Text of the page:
A survey of 140 office based workers has revealed that unmonitored technologies such as instant messenger (IM), MSN messenger and web mail are frequently accessed and used from company computers – leaving organisations vulnerable to legal action and regulatory infringements.
Key findings include:
* IM and MSN messenger have been blocked/ banned at 29% of organisations
* 71% of employees use IM at their place of employment to discuss work with friends and family
* 36% have used IM at work to communicate with customers and business contacts
* 43% of employees have received an IM or web mail message that they were upset or offended by
* 21% of employees are not familiar with their organisations policies on IM and web mail use
* A further 21% do not even know if such policies exist
* 7% stated that there were no policies.
Electronic communications have become the predominant method of communication in the work environment and offer significant benefits. However, an inability to control the use of IM, MSN and webmail has led to many organisations blocking their usage.
Such fears are justified by the high numbers of those who use IM and webmail at work to discuss work matters with friends and relatives – meaning vital information could be leaked and laws related to information protection and publication breached.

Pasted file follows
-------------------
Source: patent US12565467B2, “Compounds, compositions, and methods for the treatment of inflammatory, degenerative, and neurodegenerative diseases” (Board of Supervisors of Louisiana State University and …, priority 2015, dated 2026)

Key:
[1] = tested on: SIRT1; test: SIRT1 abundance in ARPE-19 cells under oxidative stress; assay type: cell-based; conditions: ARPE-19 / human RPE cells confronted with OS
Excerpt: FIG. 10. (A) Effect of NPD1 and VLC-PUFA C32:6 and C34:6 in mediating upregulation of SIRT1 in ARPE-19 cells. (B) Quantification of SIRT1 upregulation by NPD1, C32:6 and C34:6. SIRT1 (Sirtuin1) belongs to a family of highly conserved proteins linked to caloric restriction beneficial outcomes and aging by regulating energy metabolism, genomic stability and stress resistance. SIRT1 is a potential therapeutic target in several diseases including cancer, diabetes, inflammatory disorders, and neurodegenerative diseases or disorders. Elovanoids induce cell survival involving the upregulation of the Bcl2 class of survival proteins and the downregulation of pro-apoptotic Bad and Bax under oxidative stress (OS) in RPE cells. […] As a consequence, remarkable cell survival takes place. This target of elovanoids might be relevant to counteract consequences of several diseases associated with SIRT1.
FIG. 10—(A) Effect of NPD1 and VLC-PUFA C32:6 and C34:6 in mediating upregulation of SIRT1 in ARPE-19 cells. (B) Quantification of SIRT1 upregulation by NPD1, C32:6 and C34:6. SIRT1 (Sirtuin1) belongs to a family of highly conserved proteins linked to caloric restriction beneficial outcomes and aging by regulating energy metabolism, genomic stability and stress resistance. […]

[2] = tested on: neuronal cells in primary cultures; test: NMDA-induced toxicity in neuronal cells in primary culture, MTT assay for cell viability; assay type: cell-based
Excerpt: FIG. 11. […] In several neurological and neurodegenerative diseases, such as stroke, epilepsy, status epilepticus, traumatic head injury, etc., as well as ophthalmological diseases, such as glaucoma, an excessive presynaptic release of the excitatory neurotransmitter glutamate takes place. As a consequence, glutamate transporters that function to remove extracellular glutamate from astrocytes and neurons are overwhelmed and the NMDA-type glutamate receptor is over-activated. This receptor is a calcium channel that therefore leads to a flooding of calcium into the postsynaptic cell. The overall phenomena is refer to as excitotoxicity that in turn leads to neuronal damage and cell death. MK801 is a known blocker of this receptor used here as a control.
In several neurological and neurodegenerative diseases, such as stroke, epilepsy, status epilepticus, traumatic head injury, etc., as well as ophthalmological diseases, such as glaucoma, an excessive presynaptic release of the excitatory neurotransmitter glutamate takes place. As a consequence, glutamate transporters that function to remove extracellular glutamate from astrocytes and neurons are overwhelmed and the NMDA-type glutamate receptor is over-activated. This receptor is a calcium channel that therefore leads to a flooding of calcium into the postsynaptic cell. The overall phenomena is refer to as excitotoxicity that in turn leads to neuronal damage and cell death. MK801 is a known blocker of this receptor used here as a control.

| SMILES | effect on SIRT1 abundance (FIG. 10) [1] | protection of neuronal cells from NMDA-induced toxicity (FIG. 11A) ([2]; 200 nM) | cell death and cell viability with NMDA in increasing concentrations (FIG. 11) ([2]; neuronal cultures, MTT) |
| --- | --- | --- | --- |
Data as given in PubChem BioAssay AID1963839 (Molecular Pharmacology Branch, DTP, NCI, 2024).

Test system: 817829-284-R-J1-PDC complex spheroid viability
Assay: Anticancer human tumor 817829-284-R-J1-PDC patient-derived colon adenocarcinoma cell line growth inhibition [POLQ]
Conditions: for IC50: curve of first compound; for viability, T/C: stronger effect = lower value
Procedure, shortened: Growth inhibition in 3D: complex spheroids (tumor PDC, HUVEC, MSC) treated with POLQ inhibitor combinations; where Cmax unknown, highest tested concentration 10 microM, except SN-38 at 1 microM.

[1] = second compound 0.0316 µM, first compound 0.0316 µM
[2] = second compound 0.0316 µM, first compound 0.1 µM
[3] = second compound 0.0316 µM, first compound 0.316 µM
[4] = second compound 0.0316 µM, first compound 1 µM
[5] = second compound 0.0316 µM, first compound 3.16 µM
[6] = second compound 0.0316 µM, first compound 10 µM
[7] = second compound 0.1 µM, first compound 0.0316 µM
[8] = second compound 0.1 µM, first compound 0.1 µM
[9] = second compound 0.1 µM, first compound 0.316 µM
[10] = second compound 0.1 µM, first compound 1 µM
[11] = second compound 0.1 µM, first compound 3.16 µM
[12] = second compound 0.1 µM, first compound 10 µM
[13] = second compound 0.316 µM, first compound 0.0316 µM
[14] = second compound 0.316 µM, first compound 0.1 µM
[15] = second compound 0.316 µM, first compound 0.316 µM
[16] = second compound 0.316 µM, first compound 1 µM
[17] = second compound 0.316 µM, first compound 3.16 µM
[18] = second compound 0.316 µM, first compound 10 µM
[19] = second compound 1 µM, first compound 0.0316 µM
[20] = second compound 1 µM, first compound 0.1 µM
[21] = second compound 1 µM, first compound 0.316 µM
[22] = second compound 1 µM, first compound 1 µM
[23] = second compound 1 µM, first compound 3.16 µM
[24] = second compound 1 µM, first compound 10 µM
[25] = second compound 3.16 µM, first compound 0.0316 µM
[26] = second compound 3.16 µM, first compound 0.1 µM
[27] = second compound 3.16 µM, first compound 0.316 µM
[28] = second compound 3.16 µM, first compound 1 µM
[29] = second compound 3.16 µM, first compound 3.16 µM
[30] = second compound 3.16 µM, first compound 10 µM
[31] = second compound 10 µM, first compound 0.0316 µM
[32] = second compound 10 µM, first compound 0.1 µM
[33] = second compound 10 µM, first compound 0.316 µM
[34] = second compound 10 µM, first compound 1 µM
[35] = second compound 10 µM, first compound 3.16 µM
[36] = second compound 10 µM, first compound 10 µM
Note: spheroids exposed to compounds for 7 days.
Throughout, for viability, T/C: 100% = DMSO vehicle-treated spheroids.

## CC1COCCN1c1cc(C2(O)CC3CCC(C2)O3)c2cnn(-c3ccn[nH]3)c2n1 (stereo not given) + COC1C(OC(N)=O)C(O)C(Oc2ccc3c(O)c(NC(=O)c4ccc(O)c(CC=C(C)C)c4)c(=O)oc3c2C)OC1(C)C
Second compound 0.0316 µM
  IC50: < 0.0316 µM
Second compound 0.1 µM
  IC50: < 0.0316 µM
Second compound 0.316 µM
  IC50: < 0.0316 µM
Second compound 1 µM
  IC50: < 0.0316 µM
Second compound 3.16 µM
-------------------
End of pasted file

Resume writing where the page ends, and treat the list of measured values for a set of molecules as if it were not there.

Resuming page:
More worrying still for organisations are the 36% who use such technologies to liaise with business contacts, including clients and partners. Anything stated in such communications cannot be proven or centrally accessed, meaning disagreements cannot be effectively resolved – and again the organisation could find itself facing legal charges from which it cannot defend itself.
The risk of facing accusations, either from internal or external sources is high – with a staggering 43% stating that they have received IMs and web mails that they were upset or offended by. In cases of sexual harassment, racism and sexism the organisations HR department may find it is unable to resolve the complaint and thus facing legal action itself.